By Will GrayJune 19, 2018, 9:44 pm

    CROMWELL, Conn. – It was perhaps the most-replayed shot (and celebration) of the year.

    Jordan Spieth’s bunker holeout to win the Travelers Championship last year in a playoff over Daniel Berger nearly broke the Internet, as fans relived that raucous chest bump between Spieth and caddie Michael Greller after Spieth threw his wedge and Greller threw his rake.

    Back in Connecticut to defend his title, Spieth admitted that he has watched replays of the scene dozens of times – even if, in the heat of the moment, he wasn’t exactly choreographing every move.

    Travelers Championship: Articles, photos and videos

    “Just that celebration in general, I blacked out,” Spieth said. “It drops and you just react. For me, I’ve had a few instances where I’ve been able to celebrate or react on a 72nd, 73rd hole, 74th hole, whatever it may be, and it just shows how much it means to us.”

    Spieth and Greller’s celebration was so memorable that tournament officials later shipped the rake to Greller as a keepsake. It’s a memory that still draws a smile from the defending champ, whose split-second decision to go for a chest bump over another form of celebration provided an appropriate cap to a high-energy sequence of events.

    “There’s been a lot of pretty bad celebrations on the PGA Tour. There’s been a lot of missed high-fives,” Spieth said. “I’ve been part of plenty of them. Pretty hard to miss when I’m going into Michael for a chest bump.”

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    Pregnant Lewis playing final events before break

    By Randall MellJune 19, 2018, 9:27 pm

    Stacy Lewis will be looking to make the most of her last three starts of 2018 in her annual return to her collegiate roots this week.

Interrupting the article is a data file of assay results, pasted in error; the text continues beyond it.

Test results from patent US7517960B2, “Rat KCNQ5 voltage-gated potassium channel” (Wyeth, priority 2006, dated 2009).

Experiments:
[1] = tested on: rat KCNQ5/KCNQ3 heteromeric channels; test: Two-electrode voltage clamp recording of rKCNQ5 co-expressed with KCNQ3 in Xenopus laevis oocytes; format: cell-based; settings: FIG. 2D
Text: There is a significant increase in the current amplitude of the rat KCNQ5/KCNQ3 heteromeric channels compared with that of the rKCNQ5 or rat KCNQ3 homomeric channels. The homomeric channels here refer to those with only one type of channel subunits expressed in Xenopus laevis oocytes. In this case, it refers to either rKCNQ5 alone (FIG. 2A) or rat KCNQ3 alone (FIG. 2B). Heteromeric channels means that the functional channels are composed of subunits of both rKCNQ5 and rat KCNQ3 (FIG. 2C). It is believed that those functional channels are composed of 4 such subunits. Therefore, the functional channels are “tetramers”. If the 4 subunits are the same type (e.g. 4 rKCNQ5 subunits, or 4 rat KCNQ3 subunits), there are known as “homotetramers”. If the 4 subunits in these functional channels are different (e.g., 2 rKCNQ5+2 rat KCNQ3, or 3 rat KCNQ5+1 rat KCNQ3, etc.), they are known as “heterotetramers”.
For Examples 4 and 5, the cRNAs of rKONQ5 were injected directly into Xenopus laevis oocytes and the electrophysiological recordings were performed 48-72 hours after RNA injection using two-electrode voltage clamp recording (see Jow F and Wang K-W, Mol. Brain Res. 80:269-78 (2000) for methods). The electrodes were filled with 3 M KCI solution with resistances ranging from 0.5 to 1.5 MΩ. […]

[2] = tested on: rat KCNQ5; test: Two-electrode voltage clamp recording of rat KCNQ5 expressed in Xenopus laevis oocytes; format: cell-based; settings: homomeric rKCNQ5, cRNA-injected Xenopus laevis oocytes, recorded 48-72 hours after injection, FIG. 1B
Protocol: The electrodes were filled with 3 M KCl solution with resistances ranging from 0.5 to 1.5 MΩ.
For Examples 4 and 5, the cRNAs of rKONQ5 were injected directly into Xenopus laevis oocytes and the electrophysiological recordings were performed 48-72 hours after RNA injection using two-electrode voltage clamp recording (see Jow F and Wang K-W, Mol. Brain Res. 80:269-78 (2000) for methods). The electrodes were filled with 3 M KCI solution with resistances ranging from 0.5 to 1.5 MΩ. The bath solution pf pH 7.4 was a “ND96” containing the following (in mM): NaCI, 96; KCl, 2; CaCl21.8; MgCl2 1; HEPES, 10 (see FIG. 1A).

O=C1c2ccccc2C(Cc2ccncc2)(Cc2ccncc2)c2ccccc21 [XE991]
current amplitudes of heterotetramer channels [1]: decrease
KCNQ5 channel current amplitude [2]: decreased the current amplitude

Lewis, due to give birth to her first child on Nov. 3, will tee it up in Friday’s start to the Walmart NW Arkansas Championship at Pinnacle Country Club in Rogers, Arkansas. She won the NCAA individual women’s national title in 2007 while playing at the University of Arkansas. She is planning to play the KPMG Women’s PGA Championship next week and then the Marathon Classic two weeks after that before taking the rest of the year off to get ready for her baby’s arrival.

    Lewis, 33, said she is beginning to feel the effects of being with child.

    “Things have definitely gotten harder, I would say, over the last week or so, the heat of the summer and all that,” Lewis said Tuesday. “I'm actually excited. I'm looking forward to the break and being able to decorate the baby's room and do all that kind of stuff and to be a mom - just super excited.”

    Lewis says she is managing her energy levels, but she is eager to compete.

    “Taking a few more naps and resting a little bit more,” she said. “Other than that, the game's been pretty good.”

    Lewis won the Walmart NW Arkansas Championship in 2014, and she was credited with an unofficial title in ’07, while still a senior at Arkansas. That event was reduced to 18 holes because of multiple rain delays. Lewis is a popular alumni still actively involved with the university.